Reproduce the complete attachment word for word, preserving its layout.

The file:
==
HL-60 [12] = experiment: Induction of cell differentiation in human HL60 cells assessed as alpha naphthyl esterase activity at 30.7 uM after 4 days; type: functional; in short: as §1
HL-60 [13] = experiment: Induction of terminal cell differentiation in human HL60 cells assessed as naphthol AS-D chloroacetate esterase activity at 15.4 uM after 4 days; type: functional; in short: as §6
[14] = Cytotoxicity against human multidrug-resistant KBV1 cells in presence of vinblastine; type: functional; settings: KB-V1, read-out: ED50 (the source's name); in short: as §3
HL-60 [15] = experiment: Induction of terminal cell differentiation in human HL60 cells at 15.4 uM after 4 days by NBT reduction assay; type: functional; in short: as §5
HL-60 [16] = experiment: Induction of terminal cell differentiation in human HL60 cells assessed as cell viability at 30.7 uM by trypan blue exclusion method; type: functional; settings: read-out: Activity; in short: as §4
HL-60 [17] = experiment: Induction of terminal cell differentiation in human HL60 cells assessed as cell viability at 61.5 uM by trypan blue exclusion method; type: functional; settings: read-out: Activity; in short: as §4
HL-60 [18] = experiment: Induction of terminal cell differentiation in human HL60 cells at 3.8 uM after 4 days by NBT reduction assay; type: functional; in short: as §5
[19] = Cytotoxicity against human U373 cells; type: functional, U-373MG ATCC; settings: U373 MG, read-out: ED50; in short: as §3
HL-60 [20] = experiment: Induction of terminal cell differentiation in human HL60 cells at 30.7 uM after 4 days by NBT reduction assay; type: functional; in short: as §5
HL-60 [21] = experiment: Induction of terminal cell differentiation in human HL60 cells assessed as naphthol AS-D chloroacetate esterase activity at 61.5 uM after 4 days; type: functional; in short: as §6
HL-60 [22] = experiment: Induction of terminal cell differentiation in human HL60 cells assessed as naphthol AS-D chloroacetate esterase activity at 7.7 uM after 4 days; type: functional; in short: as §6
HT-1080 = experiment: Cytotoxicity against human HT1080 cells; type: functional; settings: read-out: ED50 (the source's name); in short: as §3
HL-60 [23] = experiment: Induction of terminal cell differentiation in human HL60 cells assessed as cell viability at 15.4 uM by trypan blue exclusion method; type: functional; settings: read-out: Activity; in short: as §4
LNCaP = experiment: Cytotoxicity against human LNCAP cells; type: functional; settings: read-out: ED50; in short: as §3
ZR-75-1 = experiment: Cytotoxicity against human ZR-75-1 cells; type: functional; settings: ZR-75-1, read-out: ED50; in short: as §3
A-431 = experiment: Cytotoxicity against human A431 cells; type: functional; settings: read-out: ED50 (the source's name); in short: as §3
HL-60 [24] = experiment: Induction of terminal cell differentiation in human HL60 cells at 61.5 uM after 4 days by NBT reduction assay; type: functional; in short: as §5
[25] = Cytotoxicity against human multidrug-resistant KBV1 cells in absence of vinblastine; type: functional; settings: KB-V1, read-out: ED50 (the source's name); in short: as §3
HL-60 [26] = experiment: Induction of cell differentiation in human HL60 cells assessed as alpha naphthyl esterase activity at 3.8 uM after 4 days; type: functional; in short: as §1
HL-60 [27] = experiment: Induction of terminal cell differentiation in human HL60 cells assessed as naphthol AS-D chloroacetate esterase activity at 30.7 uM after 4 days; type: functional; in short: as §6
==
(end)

HL-60 [12] = experiment: Induction of cell differentiation in human HL60 cells assessed as alpha naphthyl esterase activity at 30.7 uM after 4 days; type: functional; in short: as §1
HL-60 [13] = experiment: Induction of terminal cell differentiation in human HL60 cells assessed as naphthol AS-D chloroacetate esterase activity at 15.4 uM after 4 days; type: functional; in short: as §6
[14] = Cytotoxicity against human multidrug-resistant KBV1 cells in presence of vinblastine; type: functional; settings: KB-V1, read-out: ED50 (the source's name); in short: as §3
HL-60 [15] = experiment: Induction of terminal cell differentiation in human HL60 cells at 15.4 uM after 4 days by NBT reduction assay; type: functional; in short: as §5
HL-60 [16] = experiment: Induction of terminal cell differentiation in human HL60 cells assessed as cell viability at 30.7 uM by trypan blue exclusion method; type: functional; settings: read-out: Activity; in short: as §4
HL-60 [17] = experiment: Induction of terminal cell differentiation in human HL60 cells assessed as cell viability at 61.5 uM by trypan blue exclusion method; type: functional; settings: read-out: Activity; in short: as §4
HL-60 [18] = experiment: Induction of terminal cell differentiation in human HL60 cells at 3.8 uM after 4 days by NBT reduction assay; type: functional; in short: as §5
[19] = Cytotoxicity against human U373 cells; type: functional, U-373MG ATCC; settings: U373 MG, read-out: ED50; in short: as §3
HL-60 [20] = experiment: Induction of terminal cell differentiation in human HL60 cells at 30.7 uM after 4 days by NBT reduction assay; type: functional; in short: as §5
HL-60 [21] = experiment: Induction of terminal cell differentiation in human HL60 cells assessed as naphthol AS-D chloroacetate esterase activity at 61.5 uM after 4 days; type: functional; in short: as §6
HL-60 [22] = experiment: Induction of terminal cell differentiation in human HL60 cells assessed as naphthol AS-D chloroacetate esterase activity at 7.7 uM after 4 days; type: functional; in short: as §6
HT-1080 = experiment: Cytotoxicity against human HT1080 cells; type: functional; settings: read-out: ED50 (the source's name); in short: as §3
HL-60 [23] = experiment: Induction of terminal cell differentiation in human HL60 cells assessed as cell viability at 15.4 uM by trypan blue exclusion method; type: functional; settings: read-out: Activity; in short: as §4
LNCaP = experiment: Cytotoxicity against human LNCAP cells; type: functional; settings: read-out: ED50; in short: as §3
ZR-75-1 = experiment: Cytotoxicity against human ZR-75-1 cells; type: functional; settings: ZR-75-1, read-out: ED50; in short: as §3
A-431 = experiment: Cytotoxicity against human A431 cells; type: functional; settings: read-out: ED50 (the source's name); in short: as §3
HL-60 [24] = experiment: Induction of terminal cell differentiation in human HL60 cells at 61.5 uM after 4 days by NBT reduction assay; type: functional; in short: as §5
[25] = Cytotoxicity against human multidrug-resistant KBV1 cells in absence of vinblastine; type: functional; settings: KB-V1, read-out: ED50 (the source's name); in short: as §3
HL-60 [26] = experiment: Induction of cell differentiation in human HL60 cells assessed as alpha naphthyl esterase activity at 3.8 uM after 4 days; type: functional; in short: as §1
HL-60 [27] = experiment: Induction of terminal cell differentiation in human HL60 cells assessed as naphthol AS-D chloroacetate esterase activity at 30.7 uM after 4 days; type: functional; in short: as §6